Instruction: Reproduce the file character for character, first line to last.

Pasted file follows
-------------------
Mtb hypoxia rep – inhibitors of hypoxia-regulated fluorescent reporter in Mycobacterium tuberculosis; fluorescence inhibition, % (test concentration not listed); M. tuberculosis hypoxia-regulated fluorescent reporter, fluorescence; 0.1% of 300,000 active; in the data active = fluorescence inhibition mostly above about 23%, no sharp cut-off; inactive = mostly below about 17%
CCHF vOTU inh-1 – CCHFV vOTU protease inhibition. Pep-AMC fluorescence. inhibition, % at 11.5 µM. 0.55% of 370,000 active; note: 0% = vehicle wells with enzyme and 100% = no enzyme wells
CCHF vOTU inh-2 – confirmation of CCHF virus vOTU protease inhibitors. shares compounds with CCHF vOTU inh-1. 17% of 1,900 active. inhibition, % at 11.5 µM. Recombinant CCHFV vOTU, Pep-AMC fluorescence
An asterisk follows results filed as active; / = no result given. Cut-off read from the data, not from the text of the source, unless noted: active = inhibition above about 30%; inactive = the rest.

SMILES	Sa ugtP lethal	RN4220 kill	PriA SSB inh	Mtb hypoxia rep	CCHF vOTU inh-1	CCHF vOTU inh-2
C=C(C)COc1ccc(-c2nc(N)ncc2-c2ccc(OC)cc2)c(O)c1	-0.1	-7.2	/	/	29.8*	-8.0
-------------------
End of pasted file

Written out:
Mtb hypoxia rep – inhibitors of hypoxia-regulated fluorescent reporter in Mycobacterium tuberculosis; fluorescence inhibition, % (test concentration not listed); M. tuberculosis hypoxia-regulated fluorescent reporter, fluorescence; 0.1% of 300,000 active; in the data active = fluorescence inhibition mostly above about 23%, no sharp cut-off; inactive = mostly below about 17%
CCHF vOTU inh-1 – CCHFV vOTU protease inhibition. Pep-AMC fluorescence. inhibition, % at 11.5 µM. 0.55% of 370,000 active; note: 0% = vehicle wells with enzyme and 100% = no enzyme wells
CCHF vOTU inh-2 – confirmation of CCHF virus vOTU protease inhibitors. shares compounds with CCHF vOTU inh-1. 17% of 1,900 active. inhibition, % at 11.5 µM. Recombinant CCHFV vOTU, Pep-AMC fluorescence
An asterisk follows results filed as active; / = no result given. Cut-off read from the data, not from the text of the source, unless noted: active = inhibition above about 30%; inactive = the rest.

SMILES	Sa ugtP lethal	RN4220 kill	PriA SSB inh	Mtb hypoxia rep	CCHF vOTU inh-1	CCHF vOTU inh-2
C=C(C)COc1ccc(-c2nc(N)ncc2-c2ccc(OC)cc2)c(O)c1	-0.1	-7.2	/	/	29.8*	-8.0